Taylor, A. and Taylor, M. (2008), "Editorial", International Journal of Operations & Production Management, Vol. 28 No. 3. https://doi.org/10.1108/ijopm.2008.02428caa.001Download as .RIS
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Copyright © 2008, Emerald Group Publishing Limited
We value empirical studies which examine the interfaces of operations management with other disciplines and we acknowledge the contributions that better understanding of these inter-relationships can bring. One such area is human resource management where we welcome a steady stream of submissions to IJOPM. Studying HR aspects of operations management is important but challenging, nevertheless the results are often stimulating and extremely valuable. For example, Conti et al.'s (2006) study of the relationship of job stress to a range of lean manufacturing practices demonstrated the importance of managerial choices in the design and implementation of such systems.
In this current issue, human resources come to the fore in Bamford and Griffin's examination of operational team working in a UK hospital. The motivation for their research was the interest within the UK National Health Service in promoting multi-professional team-working as a contribution to improving operational health care delivery and in particular the demonstration by recent research of a link between the proportion of staff working in teams within a hospital and hospital mortality rates. Bamford and Griffin draw upon a rich data set to conclude that team-working should not be regarded as a superficial panacea in the important healthcare sector and that policies to promote such organisational arrangements should note the nuances inherent in their findings.
Questions about buyer-supplier relationships are a recurring theme in IJOPM and here too we can see the growing recognition of the relevance of HR knowledge and expertise to address vital issues concerning, for example, why it is that some firms are more successful at managing supply relationships than others? Recently, Koulikoff-Souviron and Harrison (2007) illustrated the importance of HR issues in supplier relationship management and especially in reciprocally interdependent contexts, while other papers have explored several dimensions of this complex and multi-faceted issue. For example, Vereecke and Muylle (2006) empirically tested the relationship between supply chain collaboration and performance improvement in 374 firms over 11 European countries. Essentially they focussed on two forms of collaboration:
(1) exchange of information on forecasts, planning, inventory and delivery; and
(2) structural collaboration, such as installing Kanban systems, initiating VMI or co-locating plants.
Their findings showed that increased collaboration goes hand in hand with higher performance improvement but, intriguingly, that the improvements were minor and not always significant. Their conclusion was that, at best, supply chain collaboration had no adverse effect on operational performance improvement, yet their study perhaps raised as many questions as it answered.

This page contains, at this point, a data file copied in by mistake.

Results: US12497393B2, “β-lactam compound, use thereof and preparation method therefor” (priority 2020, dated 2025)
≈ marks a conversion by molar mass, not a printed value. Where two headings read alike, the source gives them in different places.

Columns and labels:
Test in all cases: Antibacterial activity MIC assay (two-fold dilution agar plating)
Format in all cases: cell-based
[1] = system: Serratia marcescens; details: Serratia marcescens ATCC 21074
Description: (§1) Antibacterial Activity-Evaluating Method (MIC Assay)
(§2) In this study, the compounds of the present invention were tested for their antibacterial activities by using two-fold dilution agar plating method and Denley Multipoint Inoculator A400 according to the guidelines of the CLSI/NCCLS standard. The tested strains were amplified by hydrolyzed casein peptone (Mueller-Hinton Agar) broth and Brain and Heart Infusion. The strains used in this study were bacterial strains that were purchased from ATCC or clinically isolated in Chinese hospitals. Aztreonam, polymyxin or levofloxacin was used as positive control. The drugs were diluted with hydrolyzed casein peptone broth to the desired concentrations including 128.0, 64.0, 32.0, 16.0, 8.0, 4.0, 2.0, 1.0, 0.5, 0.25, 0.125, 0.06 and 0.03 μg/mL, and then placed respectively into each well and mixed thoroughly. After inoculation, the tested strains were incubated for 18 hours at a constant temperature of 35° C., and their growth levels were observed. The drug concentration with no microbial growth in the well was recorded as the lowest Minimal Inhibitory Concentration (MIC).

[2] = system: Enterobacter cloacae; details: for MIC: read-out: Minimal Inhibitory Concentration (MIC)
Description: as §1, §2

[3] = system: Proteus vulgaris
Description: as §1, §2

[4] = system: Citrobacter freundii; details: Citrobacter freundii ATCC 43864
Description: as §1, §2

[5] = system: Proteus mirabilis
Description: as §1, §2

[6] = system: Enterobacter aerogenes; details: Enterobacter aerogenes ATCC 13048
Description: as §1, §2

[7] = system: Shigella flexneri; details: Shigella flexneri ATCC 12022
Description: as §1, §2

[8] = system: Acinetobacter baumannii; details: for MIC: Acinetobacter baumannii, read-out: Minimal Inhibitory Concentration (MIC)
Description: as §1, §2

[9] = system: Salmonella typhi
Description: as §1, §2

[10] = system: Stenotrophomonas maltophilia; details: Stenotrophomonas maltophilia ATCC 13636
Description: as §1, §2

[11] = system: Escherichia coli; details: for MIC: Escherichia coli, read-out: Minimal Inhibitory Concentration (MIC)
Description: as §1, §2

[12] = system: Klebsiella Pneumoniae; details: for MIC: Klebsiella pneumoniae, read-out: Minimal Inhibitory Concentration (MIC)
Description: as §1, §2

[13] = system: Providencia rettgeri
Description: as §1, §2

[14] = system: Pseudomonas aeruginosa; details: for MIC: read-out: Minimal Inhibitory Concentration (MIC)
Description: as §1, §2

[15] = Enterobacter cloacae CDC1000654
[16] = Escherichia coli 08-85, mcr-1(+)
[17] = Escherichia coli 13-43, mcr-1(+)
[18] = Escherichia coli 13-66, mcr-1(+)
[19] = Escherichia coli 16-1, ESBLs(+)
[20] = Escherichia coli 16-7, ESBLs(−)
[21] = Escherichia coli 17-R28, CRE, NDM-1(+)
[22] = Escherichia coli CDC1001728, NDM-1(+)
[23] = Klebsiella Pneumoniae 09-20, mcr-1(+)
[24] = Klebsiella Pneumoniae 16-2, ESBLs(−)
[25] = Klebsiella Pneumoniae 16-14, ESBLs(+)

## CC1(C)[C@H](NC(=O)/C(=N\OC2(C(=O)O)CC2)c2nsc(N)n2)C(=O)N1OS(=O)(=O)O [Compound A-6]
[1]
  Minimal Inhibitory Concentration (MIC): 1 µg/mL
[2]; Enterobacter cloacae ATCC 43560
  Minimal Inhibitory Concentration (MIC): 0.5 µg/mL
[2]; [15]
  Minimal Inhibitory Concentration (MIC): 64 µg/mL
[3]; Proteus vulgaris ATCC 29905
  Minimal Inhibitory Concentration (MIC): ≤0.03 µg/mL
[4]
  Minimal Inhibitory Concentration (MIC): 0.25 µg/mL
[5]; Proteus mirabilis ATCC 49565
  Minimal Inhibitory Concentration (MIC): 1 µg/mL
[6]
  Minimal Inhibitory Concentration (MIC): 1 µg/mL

The work of Wasti et al. (2006) hinted at possible explanations for the absence of a strong link between SC collaboration and performance by exploring some “softer” aspects of buyer-supplier relationships such as the social climate and the level of mutual understanding achieved through communication and information exchange, while Sheu et al. (2006) also shed some light on the successful management of supply networks by demonstrating the importance of considering social factors (such as trust, interdependence and commitment) at the same time as technical factors such as inventory systems, information sharing channels and IT capabilities. As further recognition of the importance of supply chain management we also published a special issue devoted to the topic in 2006; among the six papers was one by Storey et al. (2006) which examined the barriers and enablers to supply management, chief among which were supply chain relationship behaviours, supply chain performance measurement and the transparency of information and knowledge.
According to one school of thought, the way to manage supply relationships is through the evaluation and monitoring of supplier performance, following the somewhat trite dictum that what you measure is what you get. However, a more recent viewpoint, again emanating from the HR domain, promotes the importance of socialisation when studying such inter-firm relationships. Socialisation mechanisms in a supply chain context are the means by which individuals in a buyer-supplier engagement acquire knowledge of the other's social values, or the expected patterns of behaviour.
Against this backdrop, in this issue, Cousins et al. examine global supply chains to identify the ways in which socialisation mechanisms affect the development of close links between buyers and suppliers. They then proceed to test the role of these mechanisms in mediating the effects of supplier performance measures on firm performance. For purchasing managers who are intent on improving their relationships with strategic suppliers, their message is that monitoring supplier performance is not of itself sufficient. There must be greater focus on the inter-organisational socialisation mechanisms that underlie the flow of learning and information within supply chains.